By Edgar Mendez
When Richard Lewis and his wife Lori Lewis raised $41,000 to send 6,000 kids to see “Selma,” the film that relives events tied to the Martin Luther King Jr. led civil rights movement, they hoped youth would appreciate the struggles older generations overcame. The reminders were especially important considering that February is Black History Month.
“The teens needed to see the work that went into them getting across that bridge,” Lewis said, referring to the Edmund Pettus Bridge activists crossed in 1965 during the historic march from Selma to Montgomery.
“They went through so much; they got insulted, beat up and knocked down…even shot,” said Christopher Richardson, a member of Wisconsin African American Tobacco Prevention Network (WAATPN) FACT, a youth led tobacco-prevention group. Richardson and other FACT advocates were treated to a private screening of the movie recently, a result of the Lewis’s fundraising efforts. The outing also included pizza party/talkback session.
FACT groups from the WAATPN, Wisconsin Tobacco Prevention and Poverty Network (WTPPN), Wisconsin Hispanic Latino Tobacco Prevention Network (WHLTPN), and Milwaukee Tobacco-Free City Alliance, as well as teens from the Arlington Heights neighborhood comprised the 51 youth who participated in the outing.
FACT members are trained to be leaders and advocates that take action by educating other teens about the harmful effects of tobacco. There are an estimated 5,000 FACT members in Wisconsin.
“I got involved because I wanted to be part of movement to stop teens from using tobacco,” said Sherrie Foster, a member of the WTPPN FACT group.
There is anecdotal evidence that their movement is having an impact in the state.
Currently, 11 percent of Wisconsin teens smoke, a rate that has declined in recent years.
Still, sales of tobacco to underage teens in the state are increasing and 42 percent of teens smokers are using dangerous menthol, fruit and candy flavored tobacco products, referred to by tobacco prevention advocates as Other Tobacco Products (OTPs). Wisconsin teens are also using E-cigarettes at a higher clip than the national average.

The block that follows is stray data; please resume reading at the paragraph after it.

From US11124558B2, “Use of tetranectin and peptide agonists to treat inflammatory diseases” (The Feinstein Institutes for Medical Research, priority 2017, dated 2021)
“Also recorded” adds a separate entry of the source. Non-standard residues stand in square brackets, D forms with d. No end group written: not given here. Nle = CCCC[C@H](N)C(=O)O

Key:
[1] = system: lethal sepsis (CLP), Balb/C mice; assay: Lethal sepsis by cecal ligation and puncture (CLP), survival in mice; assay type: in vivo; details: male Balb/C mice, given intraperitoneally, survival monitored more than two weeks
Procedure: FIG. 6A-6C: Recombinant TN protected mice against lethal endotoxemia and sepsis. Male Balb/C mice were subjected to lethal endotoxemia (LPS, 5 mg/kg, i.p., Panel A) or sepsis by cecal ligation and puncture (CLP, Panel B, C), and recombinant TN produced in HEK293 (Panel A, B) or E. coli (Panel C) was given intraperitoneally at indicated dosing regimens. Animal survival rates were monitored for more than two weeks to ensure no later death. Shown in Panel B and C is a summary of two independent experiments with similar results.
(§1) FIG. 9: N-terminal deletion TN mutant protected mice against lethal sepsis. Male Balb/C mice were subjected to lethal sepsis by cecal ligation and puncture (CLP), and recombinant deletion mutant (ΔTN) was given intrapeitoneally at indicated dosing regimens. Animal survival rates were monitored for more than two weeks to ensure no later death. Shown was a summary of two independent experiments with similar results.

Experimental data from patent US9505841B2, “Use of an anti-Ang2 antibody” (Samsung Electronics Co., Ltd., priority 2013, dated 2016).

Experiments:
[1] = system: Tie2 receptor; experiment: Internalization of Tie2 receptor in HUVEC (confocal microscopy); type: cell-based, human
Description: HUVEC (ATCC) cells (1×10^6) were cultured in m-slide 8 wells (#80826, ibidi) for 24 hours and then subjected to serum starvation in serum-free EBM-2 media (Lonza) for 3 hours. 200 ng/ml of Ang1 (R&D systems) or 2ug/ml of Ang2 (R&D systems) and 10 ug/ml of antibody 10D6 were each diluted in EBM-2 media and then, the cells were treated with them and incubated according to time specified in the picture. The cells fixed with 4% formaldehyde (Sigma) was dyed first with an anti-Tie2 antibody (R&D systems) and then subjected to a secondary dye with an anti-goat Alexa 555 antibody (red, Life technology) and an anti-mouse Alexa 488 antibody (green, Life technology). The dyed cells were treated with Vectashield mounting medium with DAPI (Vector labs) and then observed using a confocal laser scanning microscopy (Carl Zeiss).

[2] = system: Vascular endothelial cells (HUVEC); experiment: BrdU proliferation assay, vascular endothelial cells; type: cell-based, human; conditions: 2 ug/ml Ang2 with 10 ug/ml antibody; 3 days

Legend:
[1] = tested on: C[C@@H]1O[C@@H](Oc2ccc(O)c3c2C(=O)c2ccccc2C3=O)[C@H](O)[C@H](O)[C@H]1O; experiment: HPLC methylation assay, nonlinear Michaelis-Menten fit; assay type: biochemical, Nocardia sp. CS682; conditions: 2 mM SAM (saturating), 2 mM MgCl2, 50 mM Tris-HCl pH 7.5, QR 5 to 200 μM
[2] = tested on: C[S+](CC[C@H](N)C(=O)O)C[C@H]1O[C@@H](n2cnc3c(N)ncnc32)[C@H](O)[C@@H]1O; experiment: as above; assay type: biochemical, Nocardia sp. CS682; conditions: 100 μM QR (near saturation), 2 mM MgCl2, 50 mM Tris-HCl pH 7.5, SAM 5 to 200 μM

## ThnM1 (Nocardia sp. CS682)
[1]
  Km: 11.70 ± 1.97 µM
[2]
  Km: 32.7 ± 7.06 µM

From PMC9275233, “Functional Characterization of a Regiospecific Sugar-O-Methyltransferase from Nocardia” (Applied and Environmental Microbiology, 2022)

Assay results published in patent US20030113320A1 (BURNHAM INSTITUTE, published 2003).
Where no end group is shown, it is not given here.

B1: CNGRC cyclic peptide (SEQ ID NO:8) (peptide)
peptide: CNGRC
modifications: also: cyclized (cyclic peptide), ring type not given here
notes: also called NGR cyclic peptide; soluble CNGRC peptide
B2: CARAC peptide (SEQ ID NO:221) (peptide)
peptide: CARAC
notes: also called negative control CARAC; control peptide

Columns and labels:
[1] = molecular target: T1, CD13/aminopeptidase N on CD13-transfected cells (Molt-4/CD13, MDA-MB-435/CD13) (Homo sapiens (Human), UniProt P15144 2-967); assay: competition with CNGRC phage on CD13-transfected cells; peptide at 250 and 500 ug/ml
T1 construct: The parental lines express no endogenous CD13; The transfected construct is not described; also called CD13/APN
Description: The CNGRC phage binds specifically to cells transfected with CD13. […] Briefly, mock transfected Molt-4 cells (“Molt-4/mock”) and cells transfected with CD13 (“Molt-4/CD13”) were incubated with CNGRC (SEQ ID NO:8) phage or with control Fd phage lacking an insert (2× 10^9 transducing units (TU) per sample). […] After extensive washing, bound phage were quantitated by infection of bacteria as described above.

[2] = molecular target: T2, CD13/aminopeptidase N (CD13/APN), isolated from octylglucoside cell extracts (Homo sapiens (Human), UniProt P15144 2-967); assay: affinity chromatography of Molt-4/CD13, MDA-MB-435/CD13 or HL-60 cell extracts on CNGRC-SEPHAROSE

It’s all evidence that more work needs to be done to cross that bridge.
But, as the teen learned from the movie, making change does not come easy. After the screening, an emotional discussion about the movie took place.
“Did this movie make anyone feel angry?” asked Tristan Gross, WAATPN FACT Coordinator.
Many teens raised their hand.
They said they noticed the horrible mistreatment of African Americans in the film.
Gross also asked the youth if parts of the film made them sad.
“It made me sad to know that people are still being treated in the same way,” said Raul Rojo, a member of the WHLTPN FACT group and student at Dominican High School.
But, Rojo, who like most of the teens hadn’t seen the film prior to the outing, said that one thing about the film that made him happy was that a youth led movement, in this case led the Student Nonviolent Coordinating Committee (SNCC), played a major role in Civil Rights movement in Selma.
Lorraine Lathen, Director of the Lovell Johnson Quality of Life Center, and an event organizer, said she wanted FACT teens to realize that they too held the power to influence a social movement — In their case — tobacco prevention.
Foster and other FACT teens, like SNCC in “Selma,” are helping to lead a movement that will change the social fabric of communities. They want to curtail the practice of tobacco products being heavily marketed to teens in low income communities of color and more support for those who smoke.
“I want to help teens that are using tobacco change their minds and stop,” Foster said.